Saturday, January 26, 2013

Knowing what not to post



With the elections looming large, there is simply too much politicking today. This has trickled down to involve every single thing that occurs now.

The catalyst for this phenomenon is social media, which has enabled anyone with a smart phone to scan the news and pass instant judgment on current issues.

However, social media has a Jekyll and Hyde personality. If you are constantly aware and use it consciously, you are safe. Overstep the boundaries and you pay dearly.

Apparently today you must take a side, otherwise how are we know which team you are playing for? The diplomatic art of agreeing to disagree is dead in today’s sociopolitical climate.

Today complicated issues can be summarized by a short phrase. A radical idea can be propagated by a rallying call. Truth be told, how many of those who willingly respond understand the overall facts of what they’re fighting about?

Very few decisions are a straightforward black or white. Is there room for an individual who questions your motives, and asks for depth in debate? Is there room for truly making an effort to understand the other’s point of view and then search for common ground? Or do we simply respond according to our emotions?

It is quite the norm for both sides to have made up their minds on the matter and neither to be interested in listening to the other’s view.

Unverified facts, badly chosen words and phrases were a pitfall in the infancy of social media even back in the early days when there was only blogging; but now with the mushrooming of online portals, Youtube  and micro blogging sites like facebook, twitter, Whatsapp and Viber, the resultant chorus of condemnation is unprecedentedly savage.

Digital media literacy is not simply the ability to own a smart phone and post comments. It is also about being able to discern what not to post.

Clearly, there is also manipulation of social media channels to form public opinion. Whilst Malaysians are quick in assuming that there are always hidden hands in every picture, we are also quick to judge on issues.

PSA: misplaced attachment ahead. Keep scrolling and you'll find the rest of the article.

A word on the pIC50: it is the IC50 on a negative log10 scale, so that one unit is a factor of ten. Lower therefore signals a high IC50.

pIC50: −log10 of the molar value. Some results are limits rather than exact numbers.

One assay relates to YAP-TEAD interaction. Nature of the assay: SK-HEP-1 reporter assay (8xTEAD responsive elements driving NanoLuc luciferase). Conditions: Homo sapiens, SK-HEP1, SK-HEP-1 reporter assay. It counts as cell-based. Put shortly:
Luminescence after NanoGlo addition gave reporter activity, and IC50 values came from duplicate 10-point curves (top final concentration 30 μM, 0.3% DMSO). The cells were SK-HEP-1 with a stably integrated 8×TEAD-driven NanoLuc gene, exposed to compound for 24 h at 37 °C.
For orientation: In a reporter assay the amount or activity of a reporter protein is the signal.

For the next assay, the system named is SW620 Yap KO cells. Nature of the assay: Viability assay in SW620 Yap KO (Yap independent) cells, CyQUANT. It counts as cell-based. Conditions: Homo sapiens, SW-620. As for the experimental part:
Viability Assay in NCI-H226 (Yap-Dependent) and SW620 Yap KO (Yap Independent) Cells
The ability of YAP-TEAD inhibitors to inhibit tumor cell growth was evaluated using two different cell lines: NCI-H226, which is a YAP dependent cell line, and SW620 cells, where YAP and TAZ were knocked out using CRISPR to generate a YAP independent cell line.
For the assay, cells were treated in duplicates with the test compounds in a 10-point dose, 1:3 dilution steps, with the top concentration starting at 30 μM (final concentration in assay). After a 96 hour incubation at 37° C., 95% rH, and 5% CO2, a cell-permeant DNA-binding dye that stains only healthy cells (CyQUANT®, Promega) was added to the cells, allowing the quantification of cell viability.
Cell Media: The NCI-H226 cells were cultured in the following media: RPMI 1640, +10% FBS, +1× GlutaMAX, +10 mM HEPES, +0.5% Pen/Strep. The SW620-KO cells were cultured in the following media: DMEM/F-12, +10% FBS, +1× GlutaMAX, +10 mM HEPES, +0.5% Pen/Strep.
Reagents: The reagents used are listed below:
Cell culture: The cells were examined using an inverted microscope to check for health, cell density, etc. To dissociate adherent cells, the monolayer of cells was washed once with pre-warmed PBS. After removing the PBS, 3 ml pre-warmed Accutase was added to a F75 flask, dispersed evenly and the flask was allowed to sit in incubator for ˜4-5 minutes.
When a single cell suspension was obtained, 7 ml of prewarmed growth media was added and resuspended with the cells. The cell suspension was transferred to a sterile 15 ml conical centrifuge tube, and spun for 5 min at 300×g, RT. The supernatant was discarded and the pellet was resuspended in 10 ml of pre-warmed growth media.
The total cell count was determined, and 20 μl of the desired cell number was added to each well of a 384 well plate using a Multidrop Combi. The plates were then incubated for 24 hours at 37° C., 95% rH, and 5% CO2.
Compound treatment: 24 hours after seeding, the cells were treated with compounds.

Have we had all the complete facts of the case to mull over and evaluate before commenting and judging?

The Spanker says:
I personally believe that a democracy should allow vigorous debate. The debate we want is the voice of reason, not the strident arguments that reverberate with dissent for the sake of automatically dissenting with your opponent or automatically agreeing to everything “your” side says.


4 comments:

Anonymous said...

Macha,

Is the Mainstream Media(MSM) the voice of reason compared to social media?

Utusan, NST & TV3 bosses admitted in the court that they don't do fact-checking on political news, especialy those involving opposition movement!!

And those MSM have been losing libel cases left-and-right with $$$ damages recently...

So macha, you think MSM better than social media that depends on grassroots crowd-sourcing model for information etc.

~ Kluang girl

Dave Avran said...

Dear Kluang Girl,

Thanks for taking the time to comment. I think you may have missed the bus on this one. The entire post is about social media, not the mainstream media.

Your Macha

Rabbit said...

Its 'with us or against us' now. No place for 3rd force.

So the likelihood of 'Hurricane Hatty' making political inroads in GE13 is very very slim.

He'd better off concentrate on his lawyering works.

Anonymous said...

Like PM Najib Said the Online Media is a Double edge Sword!

The more abusive BN Bloggers become the more the Public is turned off!!

So unless the language is Civil and the Content Reliable netizens will vote against BN because of the conduct of their bloggers.

In fact its better for them not to blog at all as they are being counterproductive as Najib implied in his latest statements.



Joe Black